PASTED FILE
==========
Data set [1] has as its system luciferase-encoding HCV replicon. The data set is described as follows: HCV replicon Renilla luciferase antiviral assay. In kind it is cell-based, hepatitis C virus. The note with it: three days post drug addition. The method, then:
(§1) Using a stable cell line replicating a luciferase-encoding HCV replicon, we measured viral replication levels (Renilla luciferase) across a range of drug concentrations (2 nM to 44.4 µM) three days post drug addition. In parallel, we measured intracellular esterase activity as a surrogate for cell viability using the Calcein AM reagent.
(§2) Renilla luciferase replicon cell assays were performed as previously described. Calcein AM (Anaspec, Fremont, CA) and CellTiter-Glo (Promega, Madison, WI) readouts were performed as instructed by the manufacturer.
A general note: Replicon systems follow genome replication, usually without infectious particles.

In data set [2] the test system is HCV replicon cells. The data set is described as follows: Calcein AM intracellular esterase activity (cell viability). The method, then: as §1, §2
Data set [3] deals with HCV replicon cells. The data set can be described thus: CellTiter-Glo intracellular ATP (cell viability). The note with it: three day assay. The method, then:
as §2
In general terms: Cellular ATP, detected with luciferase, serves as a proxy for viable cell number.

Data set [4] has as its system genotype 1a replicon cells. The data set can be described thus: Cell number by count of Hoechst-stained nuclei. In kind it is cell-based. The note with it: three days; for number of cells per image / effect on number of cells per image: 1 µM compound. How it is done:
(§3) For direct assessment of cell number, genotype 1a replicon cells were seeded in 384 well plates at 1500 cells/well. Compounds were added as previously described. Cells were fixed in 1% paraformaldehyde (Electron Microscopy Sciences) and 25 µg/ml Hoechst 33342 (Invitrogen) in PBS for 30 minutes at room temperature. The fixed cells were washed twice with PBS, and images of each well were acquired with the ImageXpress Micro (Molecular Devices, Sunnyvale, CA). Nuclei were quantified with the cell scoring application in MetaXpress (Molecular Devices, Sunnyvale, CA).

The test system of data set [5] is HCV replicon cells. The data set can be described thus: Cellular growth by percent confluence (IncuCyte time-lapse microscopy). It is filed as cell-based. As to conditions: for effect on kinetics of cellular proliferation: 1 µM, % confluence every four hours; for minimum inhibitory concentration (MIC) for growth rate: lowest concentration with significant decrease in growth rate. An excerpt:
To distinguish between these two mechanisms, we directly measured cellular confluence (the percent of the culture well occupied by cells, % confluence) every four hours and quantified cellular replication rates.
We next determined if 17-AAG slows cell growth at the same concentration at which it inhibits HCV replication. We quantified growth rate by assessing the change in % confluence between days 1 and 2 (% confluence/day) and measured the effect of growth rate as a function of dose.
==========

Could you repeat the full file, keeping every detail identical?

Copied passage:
Data set [1] has as its system luciferase-encoding HCV replicon. The data set is described as follows: HCV replicon Renilla luciferase antiviral assay. In kind it is cell-based, hepatitis C virus. The note with it: three days post drug addition. The method, then:
(§1) Using a stable cell line replicating a luciferase-encoding HCV replicon, we measured viral replication levels (Renilla luciferase) across a range of drug concentrations (2 nM to 44.4 µM) three days post drug addition. In parallel, we measured intracellular esterase activity as a surrogate for cell viability using the Calcein AM reagent.
(§2) Renilla luciferase replicon cell assays were performed as previously described. Calcein AM (Anaspec, Fremont, CA) and CellTiter-Glo (Promega, Madison, WI) readouts were performed as instructed by the manufacturer.
A general note: Replicon systems follow genome replication, usually without infectious particles.

In data set [2] the test system is HCV replicon cells. The data set is described as follows: Calcein AM intracellular esterase activity (cell viability). The method, then: as §1, §2
Data set [3] deals with HCV replicon cells. The data set can be described thus: CellTiter-Glo intracellular ATP (cell viability). The note with it: three day assay. The method, then:
as §2
In general terms: Cellular ATP, detected with luciferase, serves as a proxy for viable cell number.

Data set [4] has as its system genotype 1a replicon cells. The data set can be described thus: Cell number by count of Hoechst-stained nuclei. In kind it is cell-based. The note with it: three days; for number of cells per image / effect on number of cells per image: 1 µM compound. How it is done:
(§3) For direct assessment of cell number, genotype 1a replicon cells were seeded in 384 well plates at 1500 cells/well. Compounds were added as previously described. Cells were fixed in 1% paraformaldehyde (Electron Microscopy Sciences) and 25 µg/ml Hoechst 33342 (Invitrogen) in PBS for 30 minutes at room temperature. The fixed cells were washed twice with PBS, and images of each well were acquired with the ImageXpress Micro (Molecular Devices, Sunnyvale, CA). Nuclei were quantified with the cell scoring application in MetaXpress (Molecular Devices, Sunnyvale, CA).

The test system of data set [5] is HCV replicon cells. The data set can be described thus: Cellular growth by percent confluence (IncuCyte time-lapse microscopy). It is filed as cell-based. As to conditions: for effect on kinetics of cellular proliferation: 1 µM, % confluence every four hours; for minimum inhibitory concentration (MIC) for growth rate: lowest concentration with significant decrease in growth rate. An excerpt:
To distinguish between these two mechanisms, we directly measured cellular confluence (the percent of the culture well occupied by cells, % confluence) every four hours and quantified cellular replication rates.
We next determined if 17-AAG slows cell growth at the same concentration at which it inhibits HCV replication. We quantified growth rate by assessing the change in % confluence between days 1 and 2 (% confluence/day) and measured the effect of growth rate as a function of dose.